Dear Casa San José Amigos,
Welcome back to our email newsletter!
How to take action:
Our 3rd Zona de Respaldo door-knocking will happen in Beechview on Saturday, June 22, and we really need allies to show up. As a canvasser, you will create a safer neighborhood for Latinxs by knocking on doors in pairs, educating residents on how to safely respond to ICE. Join us as we find ways to protect and defend one another. You’ll get a beautiful Casa San Jose t-shirt. The last 2 teams loved the experience, so bring your friends! Please contact Laura to sign up: email@example.com.
Please call your state legislators ASAP – budget will be voted on soon: Because of a new Census Bureau push to add a citizenship question that would frighten immigrants, PA is at risk of an undercount in the 2020 Census, meaning not only a big loss of federal funds for education, transportation, healthcare, etc., but a loss of representation. PA legislators are right now negotiating about budgeting a public fund of $12.8 million to prevent such an undercount, and time is running out. We need your help asking them to do this. Here are two ways to do this easily: handy tool #1, and handy tool #2.
HUD is now proposing a rule that would either evict “mixed-status” families from government-subsidized housing or force family members to live separately. So for instance, a US citizen living in subsidized housing, whose brother is applying for asylum and temporarily staying with her, would face eviction unless the brother moved out. HUD’s own analysis says that 108,000 people would be affected. About 70% of them are citizens or legal residents and 55,000 are children. This is yet another cruel attack on immigrants and poor people. We will let the government know that we will not stand for it. Public comment will be received until July 9. Please join us and our partners at our Comment Party, Tuesday July 2, 6pm, East Liberty Presbyterian Church, McKelvy Room. More info. here.
How you can help:
This would be so helpful for us: Come to Fiesta del Sol! Get your tickets here.
Do you have a dehumidifier that you could donate? We have a VERY humid basement, and sadly, ours has just stopped working. If you can help, please contact Sister Karen at firstname.lastname@example.org
News on what we’re doing:
On Sunday and Monday this week, Casa had a delegation at the Pennsylvania Immigration and Citizenship Coalition’s 2019 Immigrant and Refugee Rights Convening in Harrisburg. We brought community members and staff, along with our partners from the Women’s Shelter, Thomas Merton Center and ARYSE, and all participated in lobbying PA legislators, learning from workshops, training in leadership skills, and sharing their stories. One of our community members was nominated for PICC’s Leadership Award, and another spoke movingly about education from the Capitol Rotunda steps.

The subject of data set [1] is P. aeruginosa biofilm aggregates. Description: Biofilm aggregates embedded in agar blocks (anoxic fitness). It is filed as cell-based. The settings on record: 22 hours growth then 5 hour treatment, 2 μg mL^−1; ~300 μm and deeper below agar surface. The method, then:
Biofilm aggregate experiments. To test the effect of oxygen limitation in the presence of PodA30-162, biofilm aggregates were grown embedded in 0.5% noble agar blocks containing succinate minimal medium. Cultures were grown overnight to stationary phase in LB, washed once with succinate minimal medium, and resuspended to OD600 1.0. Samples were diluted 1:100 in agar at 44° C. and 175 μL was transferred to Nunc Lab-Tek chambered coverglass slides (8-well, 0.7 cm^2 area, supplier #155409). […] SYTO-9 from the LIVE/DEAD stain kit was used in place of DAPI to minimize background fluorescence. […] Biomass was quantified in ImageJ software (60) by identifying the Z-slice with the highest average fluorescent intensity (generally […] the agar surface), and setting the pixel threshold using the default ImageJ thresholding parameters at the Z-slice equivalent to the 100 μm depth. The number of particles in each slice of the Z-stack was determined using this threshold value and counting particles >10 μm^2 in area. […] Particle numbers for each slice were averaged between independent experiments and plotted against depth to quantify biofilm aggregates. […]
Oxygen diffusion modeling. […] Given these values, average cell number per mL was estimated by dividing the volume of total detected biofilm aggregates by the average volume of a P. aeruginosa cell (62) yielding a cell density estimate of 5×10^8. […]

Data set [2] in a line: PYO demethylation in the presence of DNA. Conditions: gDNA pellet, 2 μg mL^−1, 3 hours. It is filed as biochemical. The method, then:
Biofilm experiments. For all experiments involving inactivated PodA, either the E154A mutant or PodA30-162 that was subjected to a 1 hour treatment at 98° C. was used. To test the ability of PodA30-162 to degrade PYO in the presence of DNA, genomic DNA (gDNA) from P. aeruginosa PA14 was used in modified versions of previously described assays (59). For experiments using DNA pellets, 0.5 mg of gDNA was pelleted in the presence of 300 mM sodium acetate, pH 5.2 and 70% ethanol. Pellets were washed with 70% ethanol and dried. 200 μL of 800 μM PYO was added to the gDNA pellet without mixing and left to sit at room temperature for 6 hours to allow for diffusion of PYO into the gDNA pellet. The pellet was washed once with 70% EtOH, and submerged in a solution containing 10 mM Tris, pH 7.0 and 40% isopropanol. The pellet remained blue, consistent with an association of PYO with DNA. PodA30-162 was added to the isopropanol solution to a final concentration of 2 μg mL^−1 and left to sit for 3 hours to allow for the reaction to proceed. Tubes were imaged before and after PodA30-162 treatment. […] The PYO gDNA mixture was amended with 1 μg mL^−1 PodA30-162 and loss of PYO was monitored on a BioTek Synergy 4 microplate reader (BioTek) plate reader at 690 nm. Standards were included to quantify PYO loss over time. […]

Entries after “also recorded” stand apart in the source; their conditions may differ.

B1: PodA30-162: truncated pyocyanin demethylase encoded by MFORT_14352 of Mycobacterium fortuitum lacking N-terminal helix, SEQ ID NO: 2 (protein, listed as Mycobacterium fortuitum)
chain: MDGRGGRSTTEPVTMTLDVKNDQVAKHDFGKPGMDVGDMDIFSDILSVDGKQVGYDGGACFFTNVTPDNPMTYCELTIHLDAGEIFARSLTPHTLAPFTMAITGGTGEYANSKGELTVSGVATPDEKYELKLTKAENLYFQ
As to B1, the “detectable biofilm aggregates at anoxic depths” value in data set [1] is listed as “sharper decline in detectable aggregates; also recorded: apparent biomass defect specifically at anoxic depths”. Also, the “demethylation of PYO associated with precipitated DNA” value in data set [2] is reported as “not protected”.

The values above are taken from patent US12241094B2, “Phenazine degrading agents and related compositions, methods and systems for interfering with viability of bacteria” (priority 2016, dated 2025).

We sadly said farewell to Ibania Rivas, our Community Organizer, who will be heading west with her two beautiful children to Indiana. She has done great work to help our community know their rights, take on leadership roles, and make their way forward in our city and country. We will miss her greatly!
We are celebrating with our youth as they graduate from high school this year. Pictured are Fatima, Moises, and Jeovani from Brashear High School, who have been an important part of our Jóvenes con Propósito program. We wish them all the very best as they take their strong leadership skills into future. ¡Pa delante!
Monica went on CBS Pittsburgh’s Kidsburgh Kidscast in a special bilingual edition, to help Latino families understand the laws concerning school, car seats, health insurance and more. Watch it here.
Ibania organized a visit for 26 Guatemalans to their consulate in MD to get passports, consular IDs and other documents needed to plead their asylum cases, among other things. Many have ankle monitors, so we had to notify ICE that they were leaving the state temporarily. They left at 4:30 am and got back around 8. There is a waiting list already for the next visit.